But you may find yourself wondering what the busiest months were for Hirsh. Well that’s easy enough to share. For instance: in terms of total visitors counted in our library, April was far and above the busiest month at 14,576 people. In fact, the busiest day of the year for our seating was April 9, when we counted 1,007 people here! Here, take a look at our month by month breakdown:
Kind of wild, huh? The jump from August to September is crazy (more than doubled!), but what I found really interesting was how busy we got in the fall when compared to the Spring. That right there is the difference between exams for classes and the dreaded Boards (plus, you know…class exams that let you graduate).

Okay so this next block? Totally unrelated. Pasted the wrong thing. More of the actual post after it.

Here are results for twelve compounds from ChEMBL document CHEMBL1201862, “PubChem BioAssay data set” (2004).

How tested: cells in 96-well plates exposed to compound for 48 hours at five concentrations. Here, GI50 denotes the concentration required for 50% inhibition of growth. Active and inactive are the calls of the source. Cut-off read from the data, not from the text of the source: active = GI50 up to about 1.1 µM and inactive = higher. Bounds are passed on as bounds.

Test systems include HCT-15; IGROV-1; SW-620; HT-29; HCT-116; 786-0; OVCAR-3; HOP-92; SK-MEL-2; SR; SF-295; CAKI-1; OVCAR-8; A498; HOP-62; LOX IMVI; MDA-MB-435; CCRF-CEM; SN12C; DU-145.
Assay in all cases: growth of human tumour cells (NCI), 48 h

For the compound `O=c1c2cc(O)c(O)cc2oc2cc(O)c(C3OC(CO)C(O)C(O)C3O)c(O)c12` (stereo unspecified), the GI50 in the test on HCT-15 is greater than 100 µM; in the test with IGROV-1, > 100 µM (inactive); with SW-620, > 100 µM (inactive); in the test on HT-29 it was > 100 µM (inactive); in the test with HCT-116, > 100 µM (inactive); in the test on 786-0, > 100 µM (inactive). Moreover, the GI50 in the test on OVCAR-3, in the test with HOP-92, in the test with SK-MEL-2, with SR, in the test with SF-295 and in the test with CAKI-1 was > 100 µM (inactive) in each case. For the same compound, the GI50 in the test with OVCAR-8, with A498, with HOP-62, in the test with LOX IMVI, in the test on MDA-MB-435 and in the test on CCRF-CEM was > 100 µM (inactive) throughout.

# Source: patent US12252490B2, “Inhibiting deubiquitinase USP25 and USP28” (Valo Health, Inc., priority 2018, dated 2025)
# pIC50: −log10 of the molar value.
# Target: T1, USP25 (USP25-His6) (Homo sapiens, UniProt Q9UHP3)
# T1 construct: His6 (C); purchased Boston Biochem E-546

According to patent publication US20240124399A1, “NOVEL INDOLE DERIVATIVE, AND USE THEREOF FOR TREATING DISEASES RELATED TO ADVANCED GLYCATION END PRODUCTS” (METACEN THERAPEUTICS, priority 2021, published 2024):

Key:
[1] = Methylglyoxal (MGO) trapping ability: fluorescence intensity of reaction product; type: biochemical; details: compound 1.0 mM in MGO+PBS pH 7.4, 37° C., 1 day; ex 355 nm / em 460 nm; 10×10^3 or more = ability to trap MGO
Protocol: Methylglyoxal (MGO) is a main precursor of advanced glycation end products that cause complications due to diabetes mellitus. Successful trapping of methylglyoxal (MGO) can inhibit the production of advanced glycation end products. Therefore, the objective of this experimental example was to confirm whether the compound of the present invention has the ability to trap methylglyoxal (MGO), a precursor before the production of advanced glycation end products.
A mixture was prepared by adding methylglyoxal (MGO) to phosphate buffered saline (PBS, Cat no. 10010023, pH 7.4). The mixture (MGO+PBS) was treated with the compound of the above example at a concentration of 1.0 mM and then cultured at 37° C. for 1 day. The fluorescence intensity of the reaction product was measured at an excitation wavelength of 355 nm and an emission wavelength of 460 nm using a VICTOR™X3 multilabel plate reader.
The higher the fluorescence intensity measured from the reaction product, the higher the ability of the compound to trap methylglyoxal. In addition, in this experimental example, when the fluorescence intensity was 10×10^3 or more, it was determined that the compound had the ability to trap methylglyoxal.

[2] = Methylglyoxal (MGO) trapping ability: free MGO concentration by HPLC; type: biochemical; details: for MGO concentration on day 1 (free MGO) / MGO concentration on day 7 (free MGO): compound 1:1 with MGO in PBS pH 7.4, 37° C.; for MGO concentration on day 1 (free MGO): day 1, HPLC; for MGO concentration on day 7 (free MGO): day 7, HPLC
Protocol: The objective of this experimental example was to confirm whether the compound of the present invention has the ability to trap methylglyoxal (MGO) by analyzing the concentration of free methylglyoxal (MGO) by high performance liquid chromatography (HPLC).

How does this match up against our Circulation statistics, though? Well, take a look yourself:
Fewer people come to the desk than come to the library as a whole. That’s just the natural way of things. During the year, the amount of people checking things out vs using the library space at all fluctuated between 17.5% and 38%, but in general stayed around 22% – just between 1/5 and 1/4 of everyone coming here.
As you can plainly see, the circulation stats follow the same general pattern of the overall counts, but don’t quite mirror them. In fact, in terms of circulation, October was actually the busiest month, with 3,095 checkouts.